Only about 24 hours left. Still issues that could blow things up. Or maybe it will be a fairy tale.
Or maybe it’s just sleep deprivation talking. Everyone is getting a little rocky. And I’m getting the feeling that my dog, who’s never bitten anyone, human, canine or otherwise, might like to take a bite out of this Legislature.
We’ll have the answers by noon Thursday. Meanwhile, I’m imagining that Cooper over the years has learned to recognize the words sine die. I might know more if this “Aussie X” guy, as the animal shelter called him, had a tail. But, then again, I sense he has little regard for the legislative process.
Senate Minority Whip Bill Payne, the retired rear admiral, probably will keelhaul me for whining and writing about my dog. He will remind me that lawmakers are working long and hard up here on big New Mexico issues and question why I’m not reporting on the more important stuff.
I’m just sayin’.
It’s the morning of Day 29 of New Mexico’s 30-day session legislative session.
Even with just a day left, it’s too soon to call it a good or bad session, or something in between. It just seems murkier than usual. But Journal staffers Dan Boyd, Deborah Baker and Jim Monteleone are doing their darndest to report the news.
The state budget, passed by the Senate with amazing, 42-0 consensus on Tuesday, was headed to the House. House leaders have been plugged in on the numbers all along and Senate leaders were hopeful that it would be well received. Gov. Susana Martinez issued a cautious but optimistic sounding statement.
Finding more money for the struggling New Mexico lottery scholarship fund has turned out to be a potential show stopper. It’s clear that finding that money is a cause very close to the heart of Senate Majority Leader Michael Sanchez, D-Belen. The Senate late Tuesday night passed a proposed a fix with liquor tax money, although some members of the Democratic majority voted against it. Here is the roll call vote. The Senate-passed budget also includes money for the scholarships. I got the feeling that Sanchez isn’t going to want anyone to go home before he sees the health of the scholarships improved.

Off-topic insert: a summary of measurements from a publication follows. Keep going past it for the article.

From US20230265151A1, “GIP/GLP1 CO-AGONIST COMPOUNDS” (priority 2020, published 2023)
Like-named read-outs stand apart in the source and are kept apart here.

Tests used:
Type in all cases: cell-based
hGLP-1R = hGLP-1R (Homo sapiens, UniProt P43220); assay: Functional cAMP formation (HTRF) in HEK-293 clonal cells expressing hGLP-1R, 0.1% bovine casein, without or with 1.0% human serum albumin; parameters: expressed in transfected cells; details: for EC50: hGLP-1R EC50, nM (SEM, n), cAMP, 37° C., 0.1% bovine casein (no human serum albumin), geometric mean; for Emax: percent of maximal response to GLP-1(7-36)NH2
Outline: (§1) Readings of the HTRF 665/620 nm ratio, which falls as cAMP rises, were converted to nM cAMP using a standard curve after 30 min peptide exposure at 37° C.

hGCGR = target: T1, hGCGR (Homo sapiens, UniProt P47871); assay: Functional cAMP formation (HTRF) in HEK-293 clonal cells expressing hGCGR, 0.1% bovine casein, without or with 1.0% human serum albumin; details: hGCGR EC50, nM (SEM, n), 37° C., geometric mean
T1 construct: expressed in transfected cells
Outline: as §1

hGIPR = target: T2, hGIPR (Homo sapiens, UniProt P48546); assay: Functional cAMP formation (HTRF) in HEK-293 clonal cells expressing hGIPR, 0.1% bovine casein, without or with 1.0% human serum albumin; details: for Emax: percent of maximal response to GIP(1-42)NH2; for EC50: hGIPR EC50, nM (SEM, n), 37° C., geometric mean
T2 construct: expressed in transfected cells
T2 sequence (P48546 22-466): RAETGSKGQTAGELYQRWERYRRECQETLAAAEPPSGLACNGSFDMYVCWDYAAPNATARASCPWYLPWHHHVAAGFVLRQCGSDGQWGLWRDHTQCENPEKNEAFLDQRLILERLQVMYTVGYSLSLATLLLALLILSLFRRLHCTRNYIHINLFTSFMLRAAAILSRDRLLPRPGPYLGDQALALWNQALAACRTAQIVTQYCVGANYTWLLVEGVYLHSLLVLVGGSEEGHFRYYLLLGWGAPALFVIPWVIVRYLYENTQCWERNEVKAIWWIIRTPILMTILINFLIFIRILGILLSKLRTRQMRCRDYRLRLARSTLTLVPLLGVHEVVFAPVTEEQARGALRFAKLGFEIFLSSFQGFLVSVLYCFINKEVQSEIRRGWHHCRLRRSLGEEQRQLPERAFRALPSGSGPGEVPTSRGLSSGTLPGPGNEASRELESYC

As always, capital outlay projects, or the proverbial pork, are hanging fire until the last hours of the session They’re always worth at least a mini blow-up if not a catastrophic one. Or, if the portions are acceptable all around, the feast proceeds amicably.
Tuesday night, senators were fearful of bringing up a bill to calling for subsidized electric rates for large-scale industrial investors. Critics are leery of more state incentives with uncertain returns while proponents argue the need to spur job creation. Bottom line, though, sponsors and opponents alike thought that putting the bill on the Senate floor Tuesday night would have, as majority leader Sanchez said, “shut this place down.”
And, oh yeah, that Native American gambling compact, with the pueblos and the Navajos at odds over Navajo casino expansion into pueblo market area. It was among the lingering and more ominous-seeming issues approaching midnight on Day 28.
I’m probably overlooking a half-dozen other potential bombshells. And, as I say, I am not precluding a happy ending. But my dog is waiting for a walk before I head out to be with whatever the heck it is that’s disrupting his life.